Off to Heptonstall in Search of a Grave

Whew. Today was the first time in ages that I was able to get away for a few hours. I keep hoping to be able to get away to Leeds for a day, but that’s looking less and less likely. At least, I could look for something close by to do today and the answer was obvious, visit the ancient village of Heptonstall, which towers over Hebden Bridge. As the crow flies, I am about 0.5KM from the centre of Heptonstall, but I have to go all the way down into the valley, cross the river, and climb up to Heptonstall, so it is quite a trek!

Take a second here to check out the Heptonstall Parish website. You’ll know why when you get there. 😉

Heptonstall is a quaint place to visit for its churches and ancient buildings, but it is probably best known for being the final resting place of author Sylvia Plath. I don’t pretend to be a huge connoisseur of her (it’s been so long since I read The Bell Jar that I barely remember it), but she asked a question that I asked myself many times before setting off on my life by design:

Why can’t I try on different lives, like dresses, to see which one fits me and is most becoming?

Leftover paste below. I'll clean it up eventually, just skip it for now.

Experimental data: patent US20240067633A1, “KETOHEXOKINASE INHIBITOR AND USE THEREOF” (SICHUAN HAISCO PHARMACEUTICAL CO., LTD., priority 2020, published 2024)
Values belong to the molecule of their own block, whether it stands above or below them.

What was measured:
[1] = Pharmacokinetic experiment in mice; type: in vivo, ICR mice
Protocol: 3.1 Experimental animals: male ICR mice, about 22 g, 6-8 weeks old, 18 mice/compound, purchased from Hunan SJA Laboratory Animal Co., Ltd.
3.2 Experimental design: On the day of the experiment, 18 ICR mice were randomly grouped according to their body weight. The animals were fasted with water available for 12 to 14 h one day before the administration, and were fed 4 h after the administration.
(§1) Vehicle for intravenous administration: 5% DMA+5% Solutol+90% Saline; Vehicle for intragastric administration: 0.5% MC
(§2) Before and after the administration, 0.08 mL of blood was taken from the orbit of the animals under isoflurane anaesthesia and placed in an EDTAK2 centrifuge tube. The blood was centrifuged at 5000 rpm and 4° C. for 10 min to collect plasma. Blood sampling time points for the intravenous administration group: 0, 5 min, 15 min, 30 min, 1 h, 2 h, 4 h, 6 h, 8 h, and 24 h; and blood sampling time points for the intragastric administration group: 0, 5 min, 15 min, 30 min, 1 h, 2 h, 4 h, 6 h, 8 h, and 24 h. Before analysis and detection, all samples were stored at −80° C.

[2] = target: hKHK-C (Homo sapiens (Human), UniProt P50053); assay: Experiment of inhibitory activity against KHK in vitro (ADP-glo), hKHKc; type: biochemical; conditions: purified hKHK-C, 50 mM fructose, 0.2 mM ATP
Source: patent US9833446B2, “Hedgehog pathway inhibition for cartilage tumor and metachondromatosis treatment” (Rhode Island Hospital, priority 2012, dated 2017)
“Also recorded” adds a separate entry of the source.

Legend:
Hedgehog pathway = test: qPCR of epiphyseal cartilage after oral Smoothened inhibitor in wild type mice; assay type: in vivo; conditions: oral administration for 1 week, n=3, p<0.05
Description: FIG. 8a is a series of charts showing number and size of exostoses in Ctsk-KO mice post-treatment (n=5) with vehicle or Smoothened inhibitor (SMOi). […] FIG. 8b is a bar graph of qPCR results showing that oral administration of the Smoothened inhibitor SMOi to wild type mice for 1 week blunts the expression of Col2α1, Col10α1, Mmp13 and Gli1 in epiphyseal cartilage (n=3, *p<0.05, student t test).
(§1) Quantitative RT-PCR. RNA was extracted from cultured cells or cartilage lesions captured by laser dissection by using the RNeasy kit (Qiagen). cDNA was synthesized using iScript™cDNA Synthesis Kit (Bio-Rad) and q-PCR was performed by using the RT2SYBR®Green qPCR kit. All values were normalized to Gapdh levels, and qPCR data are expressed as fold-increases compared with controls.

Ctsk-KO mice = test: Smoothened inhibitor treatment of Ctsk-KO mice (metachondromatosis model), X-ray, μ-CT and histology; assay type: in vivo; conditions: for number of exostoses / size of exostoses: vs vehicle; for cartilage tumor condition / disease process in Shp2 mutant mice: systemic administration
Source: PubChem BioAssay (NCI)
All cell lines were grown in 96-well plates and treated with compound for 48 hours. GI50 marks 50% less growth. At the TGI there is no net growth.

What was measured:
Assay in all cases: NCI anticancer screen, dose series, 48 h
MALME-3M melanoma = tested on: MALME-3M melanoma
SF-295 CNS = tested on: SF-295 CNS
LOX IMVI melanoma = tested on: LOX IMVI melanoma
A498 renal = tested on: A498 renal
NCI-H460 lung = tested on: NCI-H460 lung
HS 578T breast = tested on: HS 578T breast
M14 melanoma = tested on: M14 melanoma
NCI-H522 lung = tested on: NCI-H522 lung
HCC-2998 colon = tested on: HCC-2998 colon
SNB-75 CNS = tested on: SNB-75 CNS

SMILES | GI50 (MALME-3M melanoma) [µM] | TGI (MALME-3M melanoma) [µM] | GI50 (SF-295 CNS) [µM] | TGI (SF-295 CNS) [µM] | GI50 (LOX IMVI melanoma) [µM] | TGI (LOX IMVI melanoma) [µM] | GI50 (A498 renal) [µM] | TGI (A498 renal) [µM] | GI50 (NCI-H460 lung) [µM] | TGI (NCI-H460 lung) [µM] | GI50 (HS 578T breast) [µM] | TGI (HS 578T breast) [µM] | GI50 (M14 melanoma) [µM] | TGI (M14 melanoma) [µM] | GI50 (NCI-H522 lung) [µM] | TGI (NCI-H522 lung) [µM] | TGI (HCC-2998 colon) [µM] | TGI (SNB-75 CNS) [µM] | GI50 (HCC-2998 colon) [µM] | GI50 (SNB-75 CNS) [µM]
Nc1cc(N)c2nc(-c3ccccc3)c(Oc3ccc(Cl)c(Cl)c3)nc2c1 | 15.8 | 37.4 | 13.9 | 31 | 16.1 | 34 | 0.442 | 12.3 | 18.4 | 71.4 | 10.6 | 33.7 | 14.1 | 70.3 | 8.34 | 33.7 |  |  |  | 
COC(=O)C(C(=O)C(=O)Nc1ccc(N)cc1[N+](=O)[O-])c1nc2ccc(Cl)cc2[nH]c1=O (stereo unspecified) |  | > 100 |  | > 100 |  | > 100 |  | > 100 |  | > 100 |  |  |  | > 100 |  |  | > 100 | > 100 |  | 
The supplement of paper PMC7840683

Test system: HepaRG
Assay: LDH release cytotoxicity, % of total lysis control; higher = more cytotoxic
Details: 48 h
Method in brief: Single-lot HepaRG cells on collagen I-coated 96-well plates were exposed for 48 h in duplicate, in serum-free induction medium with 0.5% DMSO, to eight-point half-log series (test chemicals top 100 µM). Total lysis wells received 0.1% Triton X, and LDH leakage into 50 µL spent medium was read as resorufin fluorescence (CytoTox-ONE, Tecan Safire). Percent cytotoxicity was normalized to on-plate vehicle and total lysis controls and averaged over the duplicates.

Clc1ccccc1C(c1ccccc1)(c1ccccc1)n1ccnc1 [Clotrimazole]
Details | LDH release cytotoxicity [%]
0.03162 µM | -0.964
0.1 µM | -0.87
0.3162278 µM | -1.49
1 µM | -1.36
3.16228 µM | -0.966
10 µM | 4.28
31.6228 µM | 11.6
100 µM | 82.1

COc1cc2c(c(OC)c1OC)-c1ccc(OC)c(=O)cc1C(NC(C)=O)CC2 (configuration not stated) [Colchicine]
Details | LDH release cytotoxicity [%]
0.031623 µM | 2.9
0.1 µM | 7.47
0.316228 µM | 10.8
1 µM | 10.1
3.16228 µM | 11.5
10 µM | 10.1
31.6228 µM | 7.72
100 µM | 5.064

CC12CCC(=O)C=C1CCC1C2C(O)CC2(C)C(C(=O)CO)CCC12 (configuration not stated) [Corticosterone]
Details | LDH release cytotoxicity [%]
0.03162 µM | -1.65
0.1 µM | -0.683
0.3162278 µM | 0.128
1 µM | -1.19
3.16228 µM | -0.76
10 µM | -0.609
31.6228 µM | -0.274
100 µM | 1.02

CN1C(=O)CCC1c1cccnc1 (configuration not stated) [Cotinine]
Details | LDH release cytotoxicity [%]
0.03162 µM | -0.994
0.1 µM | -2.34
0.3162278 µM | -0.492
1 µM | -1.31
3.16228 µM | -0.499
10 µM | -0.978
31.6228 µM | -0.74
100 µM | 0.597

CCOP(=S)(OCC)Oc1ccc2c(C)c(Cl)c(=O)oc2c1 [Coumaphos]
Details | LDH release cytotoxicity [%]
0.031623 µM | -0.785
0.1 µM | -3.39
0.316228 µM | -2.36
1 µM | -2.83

Why not indeed? I sure didn’t find a valid answer.

Standing on my porch, sort of looking towards Heptonstall:

I headed down to the village, but where I normally turn left, I turned right to cross this bridge.

When I came home, there were archers practicing on this field.

Looking back towards Hebden before starting the climb up.

I somehow missed the staircase on the trip home and end up going down this super muddy path with only barbed wire to hold on to. That was fun.

At the top of the staircase, I followed a pretty path for a bit.

Climbing up above Hebden.

I eventually found myself on a very rough road with tons of caution signs to truck drivers.

My boots were a bit muddy.

I then had to walk along this road without a footpath.

Hebden’s layout is becoming clearer.

Just in case anyone has any doubt as to where I am, the slow sign being the wrong way should narrow it down.